Brig (R) Sher Shah
The Federal Government passed a Tax Ordinance on 26 December 2019 which restricts fertilizer companies from claiming input sales tax on retailing of Urea to unregistered dealers. This overnight knee jerk action by the Government has very serious implications for the industry and the farmers as 99% of urea dealers are not registered in the FBR. The law reads “A registered manufacturer shall make all taxable supplies to a person who has obtained registration under this Act …… failing which the supplier shall not be entitled to claim credit adjustment or deduction of input tax as attributable to such excess supplies to unregistered person”.
While the intent of the law is appreciated, it has serious business implications. The supply chain of fertilizer across the country would be disrupted badly since registration of existing dealers’ network or induction of new dealers is expected to take considerable time. The loss on account of inability to claim the refund/adjustment on the attributable input sales tax on supplies to the unregistered dealers may lead to uncalled for price hike leading to incremental burden on farmers that is not the desire of industry or government. Industry-wide impact is expected into Billions of rupees per annum. In the middle of Rabbi season, any disruption of supply of Urea will have serious implications for the wheat crop and endanger the national food security.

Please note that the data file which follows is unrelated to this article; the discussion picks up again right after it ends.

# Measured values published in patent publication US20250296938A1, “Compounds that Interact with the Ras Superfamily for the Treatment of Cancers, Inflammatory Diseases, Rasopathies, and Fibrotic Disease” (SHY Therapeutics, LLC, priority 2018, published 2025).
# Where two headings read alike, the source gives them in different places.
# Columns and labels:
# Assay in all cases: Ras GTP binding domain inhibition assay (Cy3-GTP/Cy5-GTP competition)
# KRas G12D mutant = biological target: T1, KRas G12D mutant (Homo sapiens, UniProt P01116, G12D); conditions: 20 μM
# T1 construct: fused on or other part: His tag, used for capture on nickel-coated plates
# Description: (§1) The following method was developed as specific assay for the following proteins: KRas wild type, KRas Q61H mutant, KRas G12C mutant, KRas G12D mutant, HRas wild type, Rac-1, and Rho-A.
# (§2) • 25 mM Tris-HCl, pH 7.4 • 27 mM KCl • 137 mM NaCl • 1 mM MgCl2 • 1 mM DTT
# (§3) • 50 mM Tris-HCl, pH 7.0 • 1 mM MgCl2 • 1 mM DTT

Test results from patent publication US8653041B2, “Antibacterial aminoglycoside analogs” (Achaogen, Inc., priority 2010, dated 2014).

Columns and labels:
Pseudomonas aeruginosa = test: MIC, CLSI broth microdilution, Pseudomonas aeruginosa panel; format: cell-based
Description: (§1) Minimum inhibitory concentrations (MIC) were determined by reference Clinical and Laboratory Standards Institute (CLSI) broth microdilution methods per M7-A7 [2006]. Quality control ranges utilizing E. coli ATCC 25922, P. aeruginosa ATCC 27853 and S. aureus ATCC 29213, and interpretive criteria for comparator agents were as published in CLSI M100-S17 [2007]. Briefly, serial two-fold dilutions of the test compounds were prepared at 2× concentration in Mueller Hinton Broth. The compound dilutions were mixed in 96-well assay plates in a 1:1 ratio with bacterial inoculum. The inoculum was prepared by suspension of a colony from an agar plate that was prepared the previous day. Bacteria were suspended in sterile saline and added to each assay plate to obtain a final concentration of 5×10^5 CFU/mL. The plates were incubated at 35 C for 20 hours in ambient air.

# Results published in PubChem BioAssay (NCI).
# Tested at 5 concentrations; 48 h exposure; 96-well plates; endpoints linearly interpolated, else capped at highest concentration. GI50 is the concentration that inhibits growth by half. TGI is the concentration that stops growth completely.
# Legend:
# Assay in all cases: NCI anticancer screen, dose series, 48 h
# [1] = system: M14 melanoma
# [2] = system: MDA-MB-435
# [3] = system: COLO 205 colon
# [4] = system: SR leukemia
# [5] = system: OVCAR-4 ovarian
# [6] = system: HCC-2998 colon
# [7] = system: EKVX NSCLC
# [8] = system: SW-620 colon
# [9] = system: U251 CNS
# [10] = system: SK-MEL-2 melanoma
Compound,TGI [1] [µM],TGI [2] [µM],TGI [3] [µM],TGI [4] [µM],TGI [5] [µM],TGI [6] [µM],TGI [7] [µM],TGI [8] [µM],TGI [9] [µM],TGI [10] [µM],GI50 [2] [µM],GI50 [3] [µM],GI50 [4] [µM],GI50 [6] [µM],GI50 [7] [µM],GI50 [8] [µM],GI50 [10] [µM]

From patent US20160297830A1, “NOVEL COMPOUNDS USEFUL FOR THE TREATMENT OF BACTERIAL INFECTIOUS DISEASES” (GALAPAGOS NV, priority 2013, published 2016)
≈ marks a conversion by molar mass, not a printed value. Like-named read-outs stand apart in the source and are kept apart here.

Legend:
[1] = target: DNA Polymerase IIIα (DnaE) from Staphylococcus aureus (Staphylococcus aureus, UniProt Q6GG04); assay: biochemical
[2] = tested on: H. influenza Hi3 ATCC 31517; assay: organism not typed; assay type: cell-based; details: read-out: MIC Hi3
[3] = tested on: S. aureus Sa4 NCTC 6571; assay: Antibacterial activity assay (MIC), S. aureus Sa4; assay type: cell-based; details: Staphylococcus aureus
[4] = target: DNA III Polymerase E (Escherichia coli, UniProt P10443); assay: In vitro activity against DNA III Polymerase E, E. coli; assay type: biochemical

On the edge of government policies, the fertilizer industry is already facing the input and output GST imbalance and this new ordinance, which has been enforced without addressing the legitimate concerns of the fertilizers companies, will lead to losses in billions.
Describing the issue, sources in fertilizer industry disclosed that they pay GST to government in various ways, such as in feed stock gas @ 5% GST is applicable and on fuel stock gas, the fertilizer manufacturer is paying 17% GST and on account of other input taxes industry in paying 17 per cent GST, while the output GST is collected @ 2% GST.
In simple terms, a fertilizer manufacturer is paying 125 rupees as input GST and collects 40 rupees as in output GST, thus 85 rupees refund to the fertilizer manufacturer per bag. As per the new Ordinance, fertilizer companies would not be able to claim the 85 rupees to government because 99% Urea dealers are not GST registered which costs the industry a loss of 10 billion rupees. Furthermore, at this stage the government is already liable to pay 29 billion rupees of fertilizers manufacturers on account of previous sales tax adjustments.
In a statement, Executive Director of Fertilizer Manufacturer of Pakistan Advisory Council (FMPAC) Brig (Retd) Sher Shah stated “Contrary to the government’s claim of promoting “ease of doing business”, this Ordinance may have serious implications on the fertilizer industry as well as the farmers, as the entire supply chain is feared to be disrupted since registration of the existing dealers is expected to take considerable time.” Therefore, FBR has been requested to allow reasonable time to targeted dealers for registration, he further added in his statement.
— The writer is Executive Director, FMPAC.